To speak of our Lord, the son of the Blessed Virgin Mary, as true and perfect man is of no value to us if we do not believe that he is descended from the line of ancestors set out in the Gospel.

Matthew’s gospel begins by setting out “the genealogy of Jesus Christ, son of David, son of Abraham”, and then traces his human descent by bringing his ancestral line down to his mother’s husband, Joseph. On the other hand, Luke traces his parentage backward step by step to the actual father of mankind, to show that both the first and the last Adam share the same nature.

No doubt the Son of God in his omnipotence could have taught and sanctified men by appearing to them in a semblance of human form as he did to the patriarchs and prophets, when for instance he engaged in a wrestling contest or entered into conversation with them, or when he accepted their hospitality and even ate the food they set before him. But these appearances were only types, signs that mysteriously foretold the coming of one who would take a true human nature from the stock of the patriarchs who had gone before him.

No mere figure, then, fulfilled the mystery of our reconciliation with God, ordained from all eternity. The Holy Spirit had not yet come upon the Virgin nor had the power of the Most High overshadowed her, so that within her spotless womb Wisdom might build itself a house and the Word become flesh. The divine nature and the nature of a servant were to be united in one person so that the Creator of time might be born in time, and he through whom all things were made might be brought forth in their midst.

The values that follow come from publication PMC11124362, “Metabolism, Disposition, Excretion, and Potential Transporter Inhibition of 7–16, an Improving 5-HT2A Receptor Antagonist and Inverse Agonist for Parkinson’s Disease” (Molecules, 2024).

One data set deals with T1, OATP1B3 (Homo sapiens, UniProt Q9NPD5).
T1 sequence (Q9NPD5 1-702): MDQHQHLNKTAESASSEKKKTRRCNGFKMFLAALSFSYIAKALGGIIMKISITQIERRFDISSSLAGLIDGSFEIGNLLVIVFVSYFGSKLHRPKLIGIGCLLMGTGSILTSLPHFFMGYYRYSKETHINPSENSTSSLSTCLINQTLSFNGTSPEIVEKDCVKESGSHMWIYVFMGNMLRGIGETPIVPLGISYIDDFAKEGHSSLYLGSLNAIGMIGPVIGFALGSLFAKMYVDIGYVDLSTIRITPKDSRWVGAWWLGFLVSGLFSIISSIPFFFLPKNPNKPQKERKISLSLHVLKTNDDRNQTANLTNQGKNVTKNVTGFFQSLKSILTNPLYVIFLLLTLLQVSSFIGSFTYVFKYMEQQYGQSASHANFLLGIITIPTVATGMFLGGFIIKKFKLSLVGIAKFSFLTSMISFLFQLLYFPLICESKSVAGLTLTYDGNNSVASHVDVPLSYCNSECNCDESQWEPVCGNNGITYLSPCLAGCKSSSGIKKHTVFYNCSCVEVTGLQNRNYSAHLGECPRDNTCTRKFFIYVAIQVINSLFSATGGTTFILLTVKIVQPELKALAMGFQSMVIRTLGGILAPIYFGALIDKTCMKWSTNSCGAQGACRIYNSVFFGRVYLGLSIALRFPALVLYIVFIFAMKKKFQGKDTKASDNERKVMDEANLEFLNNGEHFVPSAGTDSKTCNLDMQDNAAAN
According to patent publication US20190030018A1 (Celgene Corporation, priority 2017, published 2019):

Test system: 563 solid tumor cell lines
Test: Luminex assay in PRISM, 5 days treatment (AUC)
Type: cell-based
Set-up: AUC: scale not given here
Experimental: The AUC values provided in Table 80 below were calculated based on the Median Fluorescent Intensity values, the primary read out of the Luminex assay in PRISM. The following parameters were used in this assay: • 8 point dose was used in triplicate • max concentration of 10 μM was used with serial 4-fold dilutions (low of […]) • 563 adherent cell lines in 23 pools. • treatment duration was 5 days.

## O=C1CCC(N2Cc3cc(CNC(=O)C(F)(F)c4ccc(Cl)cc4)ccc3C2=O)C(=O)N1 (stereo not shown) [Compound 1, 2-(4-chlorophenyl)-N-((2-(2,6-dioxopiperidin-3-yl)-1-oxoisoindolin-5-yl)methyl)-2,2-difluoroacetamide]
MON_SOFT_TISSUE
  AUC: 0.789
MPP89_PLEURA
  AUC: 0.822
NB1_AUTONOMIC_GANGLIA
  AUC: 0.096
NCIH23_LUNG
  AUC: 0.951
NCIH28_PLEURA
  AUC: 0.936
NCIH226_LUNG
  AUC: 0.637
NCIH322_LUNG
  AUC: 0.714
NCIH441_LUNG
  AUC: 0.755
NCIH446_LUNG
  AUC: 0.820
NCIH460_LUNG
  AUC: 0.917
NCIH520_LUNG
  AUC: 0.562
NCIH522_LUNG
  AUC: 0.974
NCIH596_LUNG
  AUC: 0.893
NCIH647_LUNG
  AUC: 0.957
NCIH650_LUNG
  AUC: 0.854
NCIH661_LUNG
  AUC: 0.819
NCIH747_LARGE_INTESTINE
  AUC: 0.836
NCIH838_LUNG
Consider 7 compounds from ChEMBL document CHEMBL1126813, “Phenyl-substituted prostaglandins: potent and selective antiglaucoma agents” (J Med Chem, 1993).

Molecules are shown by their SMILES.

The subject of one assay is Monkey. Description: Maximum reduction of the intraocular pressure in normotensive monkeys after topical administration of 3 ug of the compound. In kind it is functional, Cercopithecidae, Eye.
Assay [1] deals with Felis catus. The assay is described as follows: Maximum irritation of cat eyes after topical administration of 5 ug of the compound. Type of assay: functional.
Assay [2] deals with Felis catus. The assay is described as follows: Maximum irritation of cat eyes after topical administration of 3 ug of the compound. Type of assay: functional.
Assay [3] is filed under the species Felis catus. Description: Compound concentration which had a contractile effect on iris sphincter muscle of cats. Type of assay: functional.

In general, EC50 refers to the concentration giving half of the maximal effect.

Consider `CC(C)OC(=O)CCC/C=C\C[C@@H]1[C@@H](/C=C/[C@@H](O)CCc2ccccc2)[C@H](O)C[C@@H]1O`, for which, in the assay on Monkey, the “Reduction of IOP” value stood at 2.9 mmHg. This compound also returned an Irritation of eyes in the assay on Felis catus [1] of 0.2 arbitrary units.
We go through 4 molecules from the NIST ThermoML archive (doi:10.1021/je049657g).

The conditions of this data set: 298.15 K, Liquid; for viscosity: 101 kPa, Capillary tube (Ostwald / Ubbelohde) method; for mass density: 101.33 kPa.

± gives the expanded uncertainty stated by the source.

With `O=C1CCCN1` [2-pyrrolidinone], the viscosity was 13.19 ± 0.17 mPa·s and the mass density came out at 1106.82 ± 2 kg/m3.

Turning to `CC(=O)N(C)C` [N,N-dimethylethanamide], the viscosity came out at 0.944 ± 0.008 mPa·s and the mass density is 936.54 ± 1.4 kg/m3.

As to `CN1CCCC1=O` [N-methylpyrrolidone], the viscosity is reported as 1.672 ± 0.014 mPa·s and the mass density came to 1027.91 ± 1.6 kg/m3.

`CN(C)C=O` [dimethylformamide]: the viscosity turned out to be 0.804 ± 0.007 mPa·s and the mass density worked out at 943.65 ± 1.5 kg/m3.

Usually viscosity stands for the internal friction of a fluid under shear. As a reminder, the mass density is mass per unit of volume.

For unless the new man, by being made “in the likeness of sinful flesh”, had taken on himself the nature of our first parents, unless he had stooped to be one in substance with his mother while sharing the Father’s substance and, being alone free from sin, united our nature to his, the whole human race would still be held captive under the dominion of Satan.

The Conqueror’s victory would have profited us nothing if the battle had been fought outside our human condition. But through this wonderful blending the mystery of new birth shone upon us, so that through the same Spirit by whom Christ was conceived and brought forth we too might be born again in a spiritual birth; and in consequence the evangelist declares the faithful to have been “born not of blood, nor of the desire of the flesh, nor of the will of man, but of God.”

A New Adam born of the New Eve so that each of us may be reborn. Thanks be to God.

YIM Catholic Book Club – Meeting Reminder

Tonight we will be reading and discussing the fifth chapter of G. K. Chesterton’s short book, Orthodoxy. The chapter is titled “The Flag of the World.” What a great title! What a great chapter! Has everyone done their homework? I thought not.

The following are members in good standing of the YIMCBC: Mary P., Kneeling Catholic, EPG, Goodalice19, Mujerlatina, Mike, Regina, Mary R., Pennyyak, Turgonian, Frank, and Webster. Leave us a comment and you, too, can be a member.

Thanks to Ferde, Once Again

Posted by Webster 
“Have you ever taught CCD?” I asked Ferde one day, before teaching my own first class. “Yes,” he said, “once. It did not go well.” Today marked the return of my dear friend to religious education, and it went very well indeed. Explaining the Real Presence to fourteen fourth-graders, “Mr. Rombola” had them eating out of his hand. Look at those boys listening to him. You would have thought he was reading Harry Potter or Treasure Island, not John 6.

After preparing the class for confession two weeks ago and taking them to receive the Sacrament of Reconciliation last week, I guess I thought, What’s the next highest hurdle? All I could think of was, Adoration. Take the kids to Eucharistic Adoration. Which we have in our lower church twelve hours a day, five days a week.